Use Authenticity to Catalyze Productivity
The response to last month’s “confessional” newsletter was amazing – a real outpouring of support. Thank you all so much. Here’s one thought-provoking comment I received:
What is it to be professional? When we spend so much of our time working, is it fair to be asked to hide/divorce/suppress big pieces of ourselves that are considered acceptable or even assets in other settings? Why aren’t these qualities perceived as professional? Should these qualities be valued and incorporated? How do we change business to be a gentler and broader place? Is that even desirable?
I can’t help thinking, as I read that, of Mad Men, many of whose characters lead lives that, though superficially glamorous, are inauthentic on pretty much every level. One of the show’s glories is to render the consequences of that inauthenticity plain.
So, let’s talk about productivity. When you increase your productivity it can feel weird. Particularly if you’ve been used to dramatic creation cycles – incredible ups when you produce and incredible downs when you don’t, which, by the way, is an addict’s cycle – productivity itself can feel flat, and kind of a let-down. (Same as sobriety.) Don’t let that flat feeling fool you, though: it’s the absence of drama, and not its presence, that signals productivity. Take the flatness as a sign you’re closer to your goal of being able to frequently – and pleasurably, but not in a frenetic or otherwise addictive way – lose yourself in your work and just produce. (Another word for that state is: inspired.)
So, can we tie authenticity to productivity? Yes – and this newsletter offers proof. I finished the bulk of it within two days of submitting last month’s. Last month’s was so much more interesting to write than previous newsletters, and the experience of receiving so much love and support in response was so liberating, that I went, all at once, from hating to write newsletters to loving to write them. (I’ve actually drafted next month’s, too – and bits and pieces of future ones. I’m actually worried about having too much material for a monthly newsletter!)
Basically, by moving past fear and into authenticity, I was able to discover a well of untapped ideas and creativity within me that I didn’t even know existed. And I discovered it literally overnight. That’s not unusual: people always think they’re blocked because they’re missing something – discipline, willpower, commitment, etc. – but a block is really just what its name implies, something separating you from your power, ideas and energy. Remove the block and there it all is, ready and waiting.
The block is composed mainly of perfectionism, i.e., a terror of failure. I use the word “terror” deliberately and not at all exaggeratedly: perfectionists don’t just fear failure, they are terrified of it for many reasons, including that they overidentify with their work and so believe that “failing” at their work means that they themselves are “failures.” (Check out The Lifelong Activist or my FREE ebook The Little Guide To Overcoming Procrastination, Perfectionism and Blocks for more on perfectionism: it’s a big topic.) And so, in a desperate attempt at self-protection, their psyche throws up a block, which, although painful, is more tolerable than the prospect of failure.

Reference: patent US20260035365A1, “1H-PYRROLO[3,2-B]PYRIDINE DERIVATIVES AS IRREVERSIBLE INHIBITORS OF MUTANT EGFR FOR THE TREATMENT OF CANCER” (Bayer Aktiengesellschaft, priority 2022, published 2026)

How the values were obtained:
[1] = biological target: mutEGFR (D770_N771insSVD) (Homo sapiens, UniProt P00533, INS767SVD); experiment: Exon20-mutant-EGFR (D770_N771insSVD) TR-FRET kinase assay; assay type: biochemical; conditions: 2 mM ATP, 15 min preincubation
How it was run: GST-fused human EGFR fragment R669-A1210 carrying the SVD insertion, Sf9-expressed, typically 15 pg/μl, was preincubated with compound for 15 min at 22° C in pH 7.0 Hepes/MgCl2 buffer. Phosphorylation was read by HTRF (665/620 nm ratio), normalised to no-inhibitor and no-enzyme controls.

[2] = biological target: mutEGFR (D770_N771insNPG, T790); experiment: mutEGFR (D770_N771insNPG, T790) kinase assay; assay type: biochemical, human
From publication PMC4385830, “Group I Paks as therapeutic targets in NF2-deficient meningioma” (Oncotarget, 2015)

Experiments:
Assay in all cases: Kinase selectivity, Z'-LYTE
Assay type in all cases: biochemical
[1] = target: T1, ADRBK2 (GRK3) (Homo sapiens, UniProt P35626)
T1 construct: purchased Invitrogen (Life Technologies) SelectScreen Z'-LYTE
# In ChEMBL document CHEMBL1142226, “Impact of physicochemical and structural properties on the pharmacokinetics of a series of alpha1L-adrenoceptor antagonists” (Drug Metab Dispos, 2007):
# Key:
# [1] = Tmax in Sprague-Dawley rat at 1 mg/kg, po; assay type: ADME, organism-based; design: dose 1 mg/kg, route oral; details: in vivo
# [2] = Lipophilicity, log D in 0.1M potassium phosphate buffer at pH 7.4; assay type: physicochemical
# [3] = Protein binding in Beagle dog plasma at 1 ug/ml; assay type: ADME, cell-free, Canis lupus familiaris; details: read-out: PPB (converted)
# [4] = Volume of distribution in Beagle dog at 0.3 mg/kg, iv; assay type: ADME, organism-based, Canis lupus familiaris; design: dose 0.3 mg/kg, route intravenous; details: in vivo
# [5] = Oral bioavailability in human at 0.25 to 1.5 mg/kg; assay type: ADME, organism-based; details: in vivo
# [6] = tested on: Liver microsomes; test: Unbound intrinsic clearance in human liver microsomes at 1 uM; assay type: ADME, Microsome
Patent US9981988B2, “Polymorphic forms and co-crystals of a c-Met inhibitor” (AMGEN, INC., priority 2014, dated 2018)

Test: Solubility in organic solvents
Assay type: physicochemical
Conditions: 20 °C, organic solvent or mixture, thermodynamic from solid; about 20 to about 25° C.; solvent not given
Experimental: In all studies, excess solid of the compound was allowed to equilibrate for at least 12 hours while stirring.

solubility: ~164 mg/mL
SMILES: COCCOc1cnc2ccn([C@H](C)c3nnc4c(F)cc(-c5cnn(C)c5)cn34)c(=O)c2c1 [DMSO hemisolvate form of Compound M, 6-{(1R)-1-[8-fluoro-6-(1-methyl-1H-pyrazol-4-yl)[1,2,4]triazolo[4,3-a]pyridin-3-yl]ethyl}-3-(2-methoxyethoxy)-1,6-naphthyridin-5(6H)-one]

We’re not born perfectionist: it’s a habit we acquire from parents, teachers, the media and other sources. Once you identify your patterns of perfectionist thinking and start practicing healthier responses to your fears, you’re well on your way to overcoming the problem. You’ll feel inspired and write prolifically because you’ll be able to easily tap into your fascinating authentic core.
Even once you achieve this realization, however, you are unlikely to travel in a straight line to maximum productivity. In most personal growth arcs, there are usually plateaus and backsliding – and, who knows, I might backslide with these newsletters. That’s okay, because even if I do I won’t have lost what I’ve learned – and I’ll still be much stronger than I was before starting this experiment.
So my advice to you, if you’re stuck on a writing or other project, is to try working without dictating the outcome. Just sit down and journal (free write) without any expectation of success or failure, and see what comes out. Chances are, you’ll be happily surprised.
If there’s a specific problem stopping you, journal about it, taking care not to get stuck at the “I’m panicking” stage, but to move on to the “okay, what’s really going on here?” stage. Writing out a problem’s details is often all it takes to calm down, characterize it and solve it.
So, authenticity catalyzes productivity. Another compelling question for me – and for you, if you’re an entrepreneur – is whether it also catalyzes revenues. This is tricky stuff, because I’m not a devotee of works like The Secret, which seem to me to promote a kind of hyped-up wishful thinking. The other problem is that revenue is based on sales, an activity not always congruent with authenticity.
I’ll be thinking a lot about that issue, and would welcome your ideas and input.